• developing and implementing an incident action plan
  • developing an organizational structure
  • managing incident resources
  • coordinating the activities of outside agencies

As incidents can involve many different participating agencies, having an Incident Management System in place will help first responders to deliver a coordinated response to complex and/or large scale incidents by:

  • clearly understanding respective roles and responsibilities
  • operating in a unified command structure
  • recognizing one incident commander assigned by the AHJ
  • building trust and networking ahead of crisis with planning and targeted exercises
  • prioritizing public safety over enforcement operations until such time as public safety is secure

Protective Direction (PD) 36

A Protective Direction is issued under Section 32 of the TDG Act to cease an activity or to conduct other activities to reduce any danger to public safety.

PD 36

  • Directs any company who transports DG through a jurisdiction (municipality) by rail, to provide the municipality’s Emergency Planning Official (EPO) with information on the nature and volume of DG it transports through the municipality
  • Directs Canadian Class 1 Rail Carriers to publish an annual report containing DG information on their website
  • Requires railway companies to provide in writing to CANUTEC, contact information of the person who will liaise with a municipality’s EPO

Benefits for municipalities

  • Raise awareness on the DG being transported by rail within their boundaries
  • Helps municipalities plan and prepare their emergency response plan (ERP) accordingly

TC strongly encourages municipalities’ EPOs to register with CANUTEC in order to receive information on the nature and volume of DG being transported by rail through their municipality.

Additional resource: AskRailTM

The AskRailTM app is a safety tool that gives first responders immediate access to accurate, timely data about railcar contents so they can make informed decisions in the event of a rail emergency.

AskRail logo
  • Use a simple railcar ID search to see whether a railcar on a train is carrying DG
  • View the contents of the entire train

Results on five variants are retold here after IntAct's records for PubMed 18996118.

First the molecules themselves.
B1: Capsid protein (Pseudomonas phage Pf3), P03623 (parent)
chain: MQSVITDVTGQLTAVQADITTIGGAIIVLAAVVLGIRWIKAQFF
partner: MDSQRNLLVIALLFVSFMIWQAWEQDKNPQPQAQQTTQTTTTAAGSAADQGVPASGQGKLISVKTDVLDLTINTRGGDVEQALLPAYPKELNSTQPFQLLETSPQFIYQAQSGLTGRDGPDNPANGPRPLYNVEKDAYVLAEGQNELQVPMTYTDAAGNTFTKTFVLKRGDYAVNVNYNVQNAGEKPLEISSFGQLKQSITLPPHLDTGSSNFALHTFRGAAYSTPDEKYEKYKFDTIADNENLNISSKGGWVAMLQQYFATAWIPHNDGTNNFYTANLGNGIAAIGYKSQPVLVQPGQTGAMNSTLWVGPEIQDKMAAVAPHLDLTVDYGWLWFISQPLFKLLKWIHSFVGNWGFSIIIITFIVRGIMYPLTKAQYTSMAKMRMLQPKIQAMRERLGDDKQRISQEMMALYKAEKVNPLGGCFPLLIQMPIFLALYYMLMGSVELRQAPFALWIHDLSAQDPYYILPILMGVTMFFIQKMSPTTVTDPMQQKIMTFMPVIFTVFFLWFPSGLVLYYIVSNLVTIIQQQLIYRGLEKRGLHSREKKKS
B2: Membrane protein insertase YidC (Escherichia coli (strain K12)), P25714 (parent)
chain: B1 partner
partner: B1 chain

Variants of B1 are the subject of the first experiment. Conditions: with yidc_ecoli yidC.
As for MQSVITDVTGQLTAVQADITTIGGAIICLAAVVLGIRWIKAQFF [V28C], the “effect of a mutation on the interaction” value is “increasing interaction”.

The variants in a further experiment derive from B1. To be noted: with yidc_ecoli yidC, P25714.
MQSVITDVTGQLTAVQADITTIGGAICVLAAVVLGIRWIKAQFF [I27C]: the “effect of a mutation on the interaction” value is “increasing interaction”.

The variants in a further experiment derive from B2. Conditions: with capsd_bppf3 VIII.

• View emergency contact information for all Class I railroads (CN Rail & CP Rail) and
    available shortlines

Key points:

  • All North American Class I railroads are using the app
  • The AskRailTM app is a collaborative effort among all North American Class I railroads, the Association of American Railroads, Railinc Corp. and the Transportation Technology Center, Inc.
  • At this time, the app concentrates on single-car information on participating regional railroads
  • AskRailTM is available in English and French in the U.S., Canada and Mexico

Request the application

For security reasons, only qualified emergency responders who have completed rail emergency training sponsored by one of the Class I freight railroads or at the Security and Emergency Response Training Center (SERTC) can download and use the AskRailTM app. In addition, railroads can offer the app to known emergency responders along their routes.

Visit their website: AskRailTM or Rail Association of Canada (RAC)

Best practices

To better prepare for DG incidents, municipalities should:

  • review their Emergency Response Plan (ERP) template to include response to DG incidents
  • take advantage of PD 36 during the planning of their ERP to receive information on DGs transported by rail
  • identify industries and DGs transiting their cities
  • identify the equipment required by First Responders when responding to an incident
  • test their ERP by organizing training and exercises, including participants from other organizations to evaluate interoperability
  • register for the online TDG Newsletter for valuable information on the transportation of dangerous goods

In Canada, there are about 30 million dangerous goods shipments every year, 99.998% reaching their destination without incident.


For regulatory questions, contact the TDG regional office in your region:


Prairie & Northern




National Capital Region

TDG Directorate Contacts

General TDG information:

Response Operations Team ( ERAP Program):

Safety Awareness Team:

For emergencies (24 hours a day, 7 days a week) dial:

  • 1 888 CANUTEC
  • (613) 996-6666
  • *666 on a mobile phone (in Canada only)

Website: CANUTEC